Summer Memories

Now that it’s full-out summer (though I realize that it doesn’t officially begin until June 21) and we are getting some sunny days in between rain showers and thunderstorms, I have been thinking about how much I love the warm weather and the sunshine. I always have. I always will.

I’m blessed, therefore, to have a house in Denver where we can enjoy the usually-beautiful Colorado summer days and a house in Arizona where we can avoid shoveling snow.

But my thoughts this week were about summers in the past, and glorious memories they have left in my mind. Here are a few….

A&W Root Beer
We weren’t particularly a family of pop drinkers. In fact, every night it was A&Wmy job to make a pitcher of Kool Aid for the kids to enjoy with our meal. It was my job because Mom used ahead-of-her-time psychology by telling me I made the BEST Kool Aid of all the kids so that I was always eager to show off my SKILLZ! In fact, my so-called SKILLZ included a package of Kool Aid, a cup of sugar, and an orange or lemon cut in half and squeezed into the pitcher. Voila. But I digress. Though we weren’t a pop-drinking family, very often in the summer we would make our way to A&W, a good 10 minute drive through town to Highway 81 near the viaduct. There we would turn in our big empty jug that had formerly contained A&W root beer and get a new one. A glass gallon jug full of delicious creamy A&W root beer, freshly pumped from the tap. It was indescribably delicious.

On summer nights when we weren’t heading to A&W, our family could often be found at the Zesto. Zesto was a locally owned ice cream parlour that had a walk-up window where you ordered your treat. Most of the time I ordered a vanilla cone dipped in chocolate, but occasionally I ordered a vanilla cone dipped in a mixture of peanuts and toffee and sprinkles. To this day, I think nothing says summer evening more than ice cream.

Deadly DDT
One of my favorite summer traditions was sitting with my family on our front porch enjoying the warm evening. We lived on an avenue that was relatively busy as it had few stop signs. I say relatively because Columbus was pretty small, so traffic was actually minimal. We didn’t have a big front porch with a porch swing or any such accoutrement. Instead, we all (including Mom and Dad) just sat on the steps and watched cars drive by. When we were small, we might play a game of kick the can or some sort of evening activity with our neighborhood friends. Every other Saturday, we awaited the arrival of the mosquito sprayer. This big truck fogged the area with some sort of chemical which undoubtedly contained DDT. I don’t remember anyone being particularly troubled by the spray. We might go inside for a few minutes, but not because we were worried about our safety but only because it smelled bad. Can you imagine? And now we’re not even supposed to use spray sunblock for some reason or other.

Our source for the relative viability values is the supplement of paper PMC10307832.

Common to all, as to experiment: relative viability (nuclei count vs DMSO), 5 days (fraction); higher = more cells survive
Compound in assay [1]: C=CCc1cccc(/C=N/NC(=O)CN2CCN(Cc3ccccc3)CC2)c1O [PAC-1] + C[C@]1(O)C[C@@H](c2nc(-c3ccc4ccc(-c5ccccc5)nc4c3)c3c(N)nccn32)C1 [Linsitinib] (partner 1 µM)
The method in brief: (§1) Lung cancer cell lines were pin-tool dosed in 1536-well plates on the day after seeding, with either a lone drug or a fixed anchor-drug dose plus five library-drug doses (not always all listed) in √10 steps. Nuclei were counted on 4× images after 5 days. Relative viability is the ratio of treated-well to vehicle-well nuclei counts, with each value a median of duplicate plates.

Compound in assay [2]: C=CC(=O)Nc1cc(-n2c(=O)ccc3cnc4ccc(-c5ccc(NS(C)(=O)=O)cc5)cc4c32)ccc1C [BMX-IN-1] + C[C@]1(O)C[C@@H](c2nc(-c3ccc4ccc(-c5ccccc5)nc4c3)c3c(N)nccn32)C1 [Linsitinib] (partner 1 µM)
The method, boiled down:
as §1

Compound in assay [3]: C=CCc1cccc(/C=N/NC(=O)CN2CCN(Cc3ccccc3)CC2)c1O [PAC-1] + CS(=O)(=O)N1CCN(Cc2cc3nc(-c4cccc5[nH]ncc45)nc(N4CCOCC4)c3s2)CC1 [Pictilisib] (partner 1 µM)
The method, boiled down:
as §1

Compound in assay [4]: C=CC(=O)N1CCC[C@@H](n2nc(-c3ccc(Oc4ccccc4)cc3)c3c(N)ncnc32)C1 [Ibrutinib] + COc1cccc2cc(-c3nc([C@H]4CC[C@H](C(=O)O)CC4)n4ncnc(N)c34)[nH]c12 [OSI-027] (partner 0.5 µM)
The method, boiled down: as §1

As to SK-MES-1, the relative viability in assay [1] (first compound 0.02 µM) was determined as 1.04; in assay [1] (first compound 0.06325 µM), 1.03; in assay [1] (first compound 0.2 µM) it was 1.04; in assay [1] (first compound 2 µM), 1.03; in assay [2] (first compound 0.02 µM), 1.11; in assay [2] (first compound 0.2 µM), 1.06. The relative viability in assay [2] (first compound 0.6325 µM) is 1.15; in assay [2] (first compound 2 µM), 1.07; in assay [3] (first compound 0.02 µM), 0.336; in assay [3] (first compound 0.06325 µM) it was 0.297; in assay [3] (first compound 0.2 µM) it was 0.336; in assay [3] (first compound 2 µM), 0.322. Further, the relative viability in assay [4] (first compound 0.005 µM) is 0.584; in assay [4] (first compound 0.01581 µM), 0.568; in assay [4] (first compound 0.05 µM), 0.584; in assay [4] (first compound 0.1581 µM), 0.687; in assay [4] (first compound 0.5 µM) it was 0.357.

searchDoo, Doo, Doo, Lookin’ Out My Back Door
My first boyfriend came along around my sophomore year of high school. As soon as he got his drivers’ license and saved enough money, he bought a Jeep. Not a fancy Jeep, but the old-fashioned Jeep Willys, used from God only knows where. There are two rivers that flow past Columbus – the Loup and the Platte rivers.  When the rivers were low, we would drive the Jeep down to one of the rivers, ride the bumpy river banks, and listen to music that blared from his eight-track player. Because the only music I can recall listening to was Creedence Clearwater Revival, I suspect that might have been his only tape. I will tell you however, I can’t hear a CCR song without thinking about our rides on the river in the Jeep.

20140329_192118Every July the Platte County Fair came to town. Previous blog posts have told you that I am terrified of roller coasters and other scary rides, but man, I LOVED the fair. We would go one or two times during the few days that the fair was in town, and always at night. Because you see, for us it wasn’t particularly about the rides. It was about the lights and sounds. That calliope music and the ferris wheel lights you could see from blocks away.

And speaking of summer sensory memories, every Sunday night brought the running of the stock cars. I wrote about the stock car races in a previous post. You can read it here. I still can vividly recall the sounds and the smells associated with the stock car races. Even the rare Sundays we didn’t attend, we could hear the sounds of the cars in the distance.

The feel of summer is different when you’re a kid, but summer will always remain my favorite season.

What are your favorite summer memories?


2 thoughts on “Summer Memories

  1. One of my fav memories was when mom would fry a chicken (after a full day of work) and we would picnic at Pawnee Park for dinner. My new fav summer tradition is when Maggie et al come for 4th of July week. We take lawn chairs out to the driveway at sunset and Mark puts on a mini fireworks show. 🎉💥🇺🇸

  2. I loved the county fair and always walked through the 4H exhibits. But I had mixed feelings, too, because it signaled the end of summer. I also loved going to the horse races with Dad, and I know that’s where I learned to love the sport of kings.
    As for new summer memories…in AZ it’s about surviving the heat!

Comments are closed.